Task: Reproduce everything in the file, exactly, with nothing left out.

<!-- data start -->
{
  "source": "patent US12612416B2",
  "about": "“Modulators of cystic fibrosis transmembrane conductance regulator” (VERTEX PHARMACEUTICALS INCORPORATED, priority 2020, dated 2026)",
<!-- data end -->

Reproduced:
{
  "source": "patent US12612416B2",
  "about": "“Modulators of cystic fibrosis transmembrane conductance regulator” (VERTEX PHARMACEUTICALS INCORPORATED, priority 2020, dated 2026)",